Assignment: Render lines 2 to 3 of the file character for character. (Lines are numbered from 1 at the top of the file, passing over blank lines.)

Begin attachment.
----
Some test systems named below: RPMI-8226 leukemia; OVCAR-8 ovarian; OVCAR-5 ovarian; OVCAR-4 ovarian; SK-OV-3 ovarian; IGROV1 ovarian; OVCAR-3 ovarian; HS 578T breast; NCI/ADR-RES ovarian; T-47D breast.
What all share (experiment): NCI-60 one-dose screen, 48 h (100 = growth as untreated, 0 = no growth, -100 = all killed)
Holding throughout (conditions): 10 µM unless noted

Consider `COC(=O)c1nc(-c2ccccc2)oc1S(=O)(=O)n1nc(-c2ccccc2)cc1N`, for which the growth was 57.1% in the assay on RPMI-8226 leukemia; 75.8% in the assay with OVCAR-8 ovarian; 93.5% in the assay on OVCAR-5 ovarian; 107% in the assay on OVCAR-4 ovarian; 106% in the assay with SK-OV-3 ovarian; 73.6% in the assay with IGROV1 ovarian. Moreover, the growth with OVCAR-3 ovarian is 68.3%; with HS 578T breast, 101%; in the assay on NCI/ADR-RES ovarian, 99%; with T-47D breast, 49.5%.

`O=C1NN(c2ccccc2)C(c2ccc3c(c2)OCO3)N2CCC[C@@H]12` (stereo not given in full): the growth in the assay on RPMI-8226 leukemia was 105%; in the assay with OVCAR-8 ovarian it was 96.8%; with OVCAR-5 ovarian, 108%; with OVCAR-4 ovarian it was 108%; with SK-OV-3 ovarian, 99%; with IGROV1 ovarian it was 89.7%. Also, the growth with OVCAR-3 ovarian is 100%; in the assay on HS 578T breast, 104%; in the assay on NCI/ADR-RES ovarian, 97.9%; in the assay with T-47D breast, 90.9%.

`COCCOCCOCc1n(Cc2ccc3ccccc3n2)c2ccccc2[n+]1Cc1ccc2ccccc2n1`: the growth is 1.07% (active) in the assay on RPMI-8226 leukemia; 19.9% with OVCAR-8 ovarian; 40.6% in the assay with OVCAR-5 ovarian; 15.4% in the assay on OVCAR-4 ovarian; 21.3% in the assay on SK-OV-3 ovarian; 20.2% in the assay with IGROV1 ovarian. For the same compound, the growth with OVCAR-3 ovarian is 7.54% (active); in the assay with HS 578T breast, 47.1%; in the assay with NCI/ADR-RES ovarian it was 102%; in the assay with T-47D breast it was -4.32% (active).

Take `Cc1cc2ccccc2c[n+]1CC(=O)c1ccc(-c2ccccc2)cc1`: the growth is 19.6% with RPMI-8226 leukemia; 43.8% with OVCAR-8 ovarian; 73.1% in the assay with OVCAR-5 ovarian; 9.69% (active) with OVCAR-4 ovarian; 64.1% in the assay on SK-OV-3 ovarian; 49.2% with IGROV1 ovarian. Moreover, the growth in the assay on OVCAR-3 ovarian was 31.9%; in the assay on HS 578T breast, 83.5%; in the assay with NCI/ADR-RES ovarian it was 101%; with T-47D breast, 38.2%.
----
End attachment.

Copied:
What all share (experiment): NCI-60 one-dose screen, 48 h (100 = growth as untreated, 0 = no growth, -100 = all killed)
Holding throughout (conditions): 10 µM unless noted